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Ahaz antient appears argument body Cæsar cafe called character Christ Christian church church of England common considered contains corn corn-laws court death Deist discourse dissertation doctrine duty editor Egypt endeavours England English equerry exportation faith Falstaff fame father favour fays fense future give gospel hath holy honour idolatry Jewish John Perrot Johnson kind king late learned letters liberty lord Lord Bolingbroke mankind manner marriage matter means ment merit Moses nature never objection Obotrites observations occasion opinion original parliament parliament of England passage passion performance person present prince principles prove punishment queen Quin racter reader reason religion Scripture seems Shakespeare shew spirit stile Suevi supposed Sweden tells theocracy thing thor thou thought tion truth Venedi virtue volume Warburton whole word writer
Page 92 - THE Old Testament is not contrary to the New : for both in the Old and New Testament everlasting life is offered to Mankind by Christ, who is the only Mediator between God and Man, being both God and Man. Wherefore they are not to be heard, which feign that the old Fathers did look only for transitory promises.
Page 28 - They declare, that all the other editions were stolen and surreptitious, and affirm theirs to be purged from the errors of the former. This is true as to the literal errors, and no other ; for in all respects else it is far worse than the quartos.
Page 473 - I called it forth, and drew it into your service, a hardy and intrepid race of men ! men, who, when left by your jealousy, became a prey to the artifices of your enemies, and had gone nigh to have overturned the state in the war before the last.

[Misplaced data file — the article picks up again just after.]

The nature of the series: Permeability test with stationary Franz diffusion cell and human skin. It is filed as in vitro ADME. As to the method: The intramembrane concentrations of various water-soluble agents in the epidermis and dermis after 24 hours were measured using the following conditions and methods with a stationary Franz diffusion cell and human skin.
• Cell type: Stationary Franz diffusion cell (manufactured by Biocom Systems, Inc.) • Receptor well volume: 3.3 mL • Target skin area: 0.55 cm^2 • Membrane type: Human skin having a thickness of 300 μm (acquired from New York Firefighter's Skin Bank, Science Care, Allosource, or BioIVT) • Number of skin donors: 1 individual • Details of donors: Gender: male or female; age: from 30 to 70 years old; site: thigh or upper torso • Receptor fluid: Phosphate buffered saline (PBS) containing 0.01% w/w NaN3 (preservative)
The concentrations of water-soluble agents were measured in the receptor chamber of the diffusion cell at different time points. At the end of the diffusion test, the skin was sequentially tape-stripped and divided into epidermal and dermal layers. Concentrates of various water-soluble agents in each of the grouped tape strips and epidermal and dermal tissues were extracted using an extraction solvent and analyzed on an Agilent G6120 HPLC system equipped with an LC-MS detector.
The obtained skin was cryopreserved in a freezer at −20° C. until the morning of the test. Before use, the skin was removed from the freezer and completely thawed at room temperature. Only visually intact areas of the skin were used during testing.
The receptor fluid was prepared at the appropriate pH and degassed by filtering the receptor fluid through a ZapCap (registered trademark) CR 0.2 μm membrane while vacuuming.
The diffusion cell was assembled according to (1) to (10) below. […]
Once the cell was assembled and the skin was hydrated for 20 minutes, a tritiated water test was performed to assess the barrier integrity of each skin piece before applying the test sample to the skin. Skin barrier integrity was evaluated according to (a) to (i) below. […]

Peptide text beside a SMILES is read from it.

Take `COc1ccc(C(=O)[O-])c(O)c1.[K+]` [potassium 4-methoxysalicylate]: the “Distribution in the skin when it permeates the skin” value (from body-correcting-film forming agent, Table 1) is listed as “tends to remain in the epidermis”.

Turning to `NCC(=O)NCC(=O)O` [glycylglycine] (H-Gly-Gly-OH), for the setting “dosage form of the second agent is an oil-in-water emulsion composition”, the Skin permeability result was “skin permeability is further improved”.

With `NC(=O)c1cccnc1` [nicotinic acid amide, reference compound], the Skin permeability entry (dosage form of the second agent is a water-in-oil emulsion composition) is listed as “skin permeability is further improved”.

Page 291 - says the farmer ; " not so fast : I have been lame these four years past." "And no great wonder, " Death replies; "However, you still keep your eyes; And sure, to see one's loves and friends For legs and arms would make amends." "Perhaps," says Dobson, "so it might; But latterly I've lost my sight.
Page 226 - Where the rising forest spreads Shelter for the lordly dome, To their high-built airy beds, See the rooks returning home.
Page 290 - farewell! no more Shall Death disturb your mirthful hour : And further, to avoid all blame Of cruelty upon my name, To give you time for preparation, And fit you for your future station, Three several warnings you shall have Before...
Page 300 - Where the bee sucks, there suck I ; In a cowslip's bell I lie : There I couch*. When owls do cry, '} \ On the bat's back I do fly, After summer, merrily : Merrily, merrily, shall I live now, Under the blossom that hangs on the bough.
Page 9 - Natural allegiance is therefore a debt of gratitude, which cannot be forfeited, cancelled, or altered, by any change of time, place, or circumstance, nor by any thing but the united concurrence of the legislature.